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Doctors call for two-year grace period for ICD-10 implementation
Jun 08, 2015
With less than four months to go before the deadline for implementing the ICD-10 code set, physicians Monday agreed to seek a two-year grace period for physicians to avoid financial disruptions to facilitate a smoother transition that would allow physicians to continue providing quality care to their patients.
Physicians at the 2015 AMA Annual Meeting passed policy calling on the Centers for Medicare & Medicaid Services (CMS) not to withhold claim payments based on coding errors, mistakes or malfunctions in the system for two years directly following implementation.
Related policy pushes the AMA to advocate for physician voices to be part of the group that manages the International Classification of Diseases (ICD). Currently, the four cooperating parties that manage ICD code sets are the Centers for Disease Control National Centers for Health Statistics, CMS, the American Hospital Association and the American Health Information Management Association. A physician group is necessary in these conversations because none of the current groups “represent providers who have licensed authority to define, diagnose, describe and document patient conditions and treatments.”
The new policy also directs the AMA to seek data on how ICD-10 implementation has affected patients and changed physician practice patterns, such as physician retirement or moving to all-cash practices.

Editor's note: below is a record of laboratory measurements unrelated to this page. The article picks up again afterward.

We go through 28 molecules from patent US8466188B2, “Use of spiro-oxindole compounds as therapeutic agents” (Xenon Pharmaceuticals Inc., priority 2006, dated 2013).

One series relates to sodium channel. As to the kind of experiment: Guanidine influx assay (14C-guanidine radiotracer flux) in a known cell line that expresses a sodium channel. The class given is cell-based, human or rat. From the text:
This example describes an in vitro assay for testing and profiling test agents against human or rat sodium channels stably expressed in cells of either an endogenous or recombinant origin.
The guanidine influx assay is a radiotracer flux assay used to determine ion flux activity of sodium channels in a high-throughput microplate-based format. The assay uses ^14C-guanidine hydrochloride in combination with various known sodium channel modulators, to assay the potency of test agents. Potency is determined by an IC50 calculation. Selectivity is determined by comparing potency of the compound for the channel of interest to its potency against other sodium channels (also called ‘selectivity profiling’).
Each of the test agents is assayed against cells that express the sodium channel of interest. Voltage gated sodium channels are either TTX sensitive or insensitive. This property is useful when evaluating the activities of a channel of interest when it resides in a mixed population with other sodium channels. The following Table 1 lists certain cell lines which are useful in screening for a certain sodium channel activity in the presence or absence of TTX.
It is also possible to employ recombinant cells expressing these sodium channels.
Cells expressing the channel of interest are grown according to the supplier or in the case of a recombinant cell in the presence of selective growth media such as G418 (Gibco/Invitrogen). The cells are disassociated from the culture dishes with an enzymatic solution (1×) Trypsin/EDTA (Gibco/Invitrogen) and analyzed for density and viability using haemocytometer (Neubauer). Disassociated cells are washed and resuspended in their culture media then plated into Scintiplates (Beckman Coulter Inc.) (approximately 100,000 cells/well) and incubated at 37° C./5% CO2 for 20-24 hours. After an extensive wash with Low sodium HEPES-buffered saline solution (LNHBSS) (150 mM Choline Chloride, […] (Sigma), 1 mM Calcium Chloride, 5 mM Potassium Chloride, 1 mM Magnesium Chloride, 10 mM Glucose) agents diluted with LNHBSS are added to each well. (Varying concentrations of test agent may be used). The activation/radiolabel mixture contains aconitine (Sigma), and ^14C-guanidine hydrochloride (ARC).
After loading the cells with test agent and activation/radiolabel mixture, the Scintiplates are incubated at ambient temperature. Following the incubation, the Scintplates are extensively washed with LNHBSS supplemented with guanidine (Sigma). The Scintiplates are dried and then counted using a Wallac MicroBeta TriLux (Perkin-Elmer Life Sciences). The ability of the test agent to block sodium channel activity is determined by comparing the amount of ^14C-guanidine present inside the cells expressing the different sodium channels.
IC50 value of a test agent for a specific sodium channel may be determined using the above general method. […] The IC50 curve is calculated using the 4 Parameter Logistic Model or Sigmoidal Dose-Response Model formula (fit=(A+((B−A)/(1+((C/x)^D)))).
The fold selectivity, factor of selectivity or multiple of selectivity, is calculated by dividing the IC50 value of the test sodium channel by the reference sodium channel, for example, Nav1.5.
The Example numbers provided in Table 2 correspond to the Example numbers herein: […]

“The bottom line is that ICD-10 will significantly overwhelm physician practices with a 400 percent increase in the number of codes physicians must use for diagnosis, which will take time away from the valuable one-on-one patient-physician interface that is the hallmark of taking the best care of patients,” said AMA Russell W.H. Kridel, MD, member of the AMA Board of Trustees. “We continue to press both Congress and the administration to take necessary steps to avoid widespread disruption to physician practices created by this overly complex and burdensome mandate. Coding and billing protocols should never get in the way of patients receiving high quality care.”
CMS has acknowledged that the transition to ICD-10 will have an impact on physician payment processes. The agency estimates that “in the early stages of implementation, denial rates will rise by 100-200 percent,” according to a 2013 report from the Healthcare Financial Management Association.
A 2014 AMA study (log in) conducted by Nachisom Advisors on the cost of implementing ICD-10 estimated that a small practice could see payment disruptions ranging from $22,579 to $100,349 during the first year of ICD-10 implementation. The study also estimates that a small practice could incur a 5 percent drop in revenue because of productivity loss during and after the change.
While the AMA continues to urge regulators to ease the burden of ICD-10 implementation on physicians, you should act now to make sure your practice is prepared.
Looking for resources? An ICD-10 data file available on CD-ROM or via immediate download is an essential tool. Additional information and resources to help physicians get ready for ICD-10 are available on the AMA ICD-10 Web page.
Check out a series at AMA Wire® that offers timely transition tips and resources, and find out what your practice should do to prepare financially for ICD-10.